In 1949, the Cumbre Vieja volcano erupted at its Duraznero, Hoyo Negro and San Juan vents. During this eruption, an earthquake with an epicentre near the village of Jedy occurred. The following day Rubio Bonelli, a local geologist, visited the summit area and discovered that a fissure about 2.5 kilometers (1.6 mi) long had opened on the eastern side of the summit. As a result, the western half of the Cumbre Vieja (which is the volcanically active arm of a triple-armed rift) had slipped about 2 meters (6.6 ft) downwards and 1 meter (3.3 ft) westwards towards the Atlantic Ocean.
The Cumbre Vieja volcano is currently in a dormant stage, but will almost certainly erupt again in the future. Day and Ward hypothesize that if such an eruption causes the western flank to fail, a megatsunami will be generated.
La Palma is currently the most volcanically active island in the Canary Islands Archipelago. It is likely that several eruptions would be required before failure would occur on Cumbre Vieja. However, the western half of the volcano has an approximate volume of 500 cubic kilometres (120 cu mi) and an estimated mass of 1,500,000,000,000 metric tons (1.7×1012 short tons) If it were to catastrophically slide into the ocean, it could generate a wave with an initial height of about 1,000 metres (3,300 ft) at the island, and a likely height of around 50 metres (164 ft) at the Caribbean and the Eastern North American seaboard when it runs ashore eight or more hours later. Tens of millions of lives would be lost as New York, Boston, Baltimore, Washington, D.C., Miami, Havana, and many other cities near the Atlantic coast are leveled. The likelihood of this happening is a matter of vigorous debate.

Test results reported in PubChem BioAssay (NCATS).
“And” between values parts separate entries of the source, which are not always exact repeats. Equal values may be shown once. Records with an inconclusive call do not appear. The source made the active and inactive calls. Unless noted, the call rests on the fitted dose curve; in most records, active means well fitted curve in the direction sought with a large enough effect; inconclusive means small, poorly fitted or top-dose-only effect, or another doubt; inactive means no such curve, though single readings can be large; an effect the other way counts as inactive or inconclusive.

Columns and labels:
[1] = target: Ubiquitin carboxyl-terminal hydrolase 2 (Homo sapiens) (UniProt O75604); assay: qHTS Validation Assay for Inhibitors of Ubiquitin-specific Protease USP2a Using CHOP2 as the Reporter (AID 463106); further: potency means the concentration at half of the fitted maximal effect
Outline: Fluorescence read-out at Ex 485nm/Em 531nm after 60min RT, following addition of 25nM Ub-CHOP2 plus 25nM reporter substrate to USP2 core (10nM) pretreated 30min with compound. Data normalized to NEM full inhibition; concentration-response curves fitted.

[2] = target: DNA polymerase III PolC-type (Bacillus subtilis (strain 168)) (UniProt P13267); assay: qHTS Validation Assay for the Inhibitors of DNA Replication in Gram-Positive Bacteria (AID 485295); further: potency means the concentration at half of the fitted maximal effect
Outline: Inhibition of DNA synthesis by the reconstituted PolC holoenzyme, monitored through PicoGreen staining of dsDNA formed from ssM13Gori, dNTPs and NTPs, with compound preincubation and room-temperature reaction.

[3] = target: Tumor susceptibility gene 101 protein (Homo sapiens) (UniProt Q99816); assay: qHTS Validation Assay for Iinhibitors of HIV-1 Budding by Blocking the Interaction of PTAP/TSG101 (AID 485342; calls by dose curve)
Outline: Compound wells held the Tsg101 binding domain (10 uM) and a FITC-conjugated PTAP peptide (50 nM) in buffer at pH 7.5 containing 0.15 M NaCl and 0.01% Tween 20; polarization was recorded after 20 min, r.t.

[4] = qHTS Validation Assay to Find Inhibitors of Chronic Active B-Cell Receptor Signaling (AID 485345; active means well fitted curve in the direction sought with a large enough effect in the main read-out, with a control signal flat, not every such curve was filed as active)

The last Cumbre Vieja eruption occurred in 1971 at the southern end of the sub-aerial section without any movement. The section affected by the 1949 eruption is currently stationary and does not appear to have moved since the initial rupture.
Geologists and volcanologists also disagree about whether an eruption on the Cumbre Vieja would cause a single large gravitational landslide or a series of smaller landslides.
[What’s the worst that could happen?]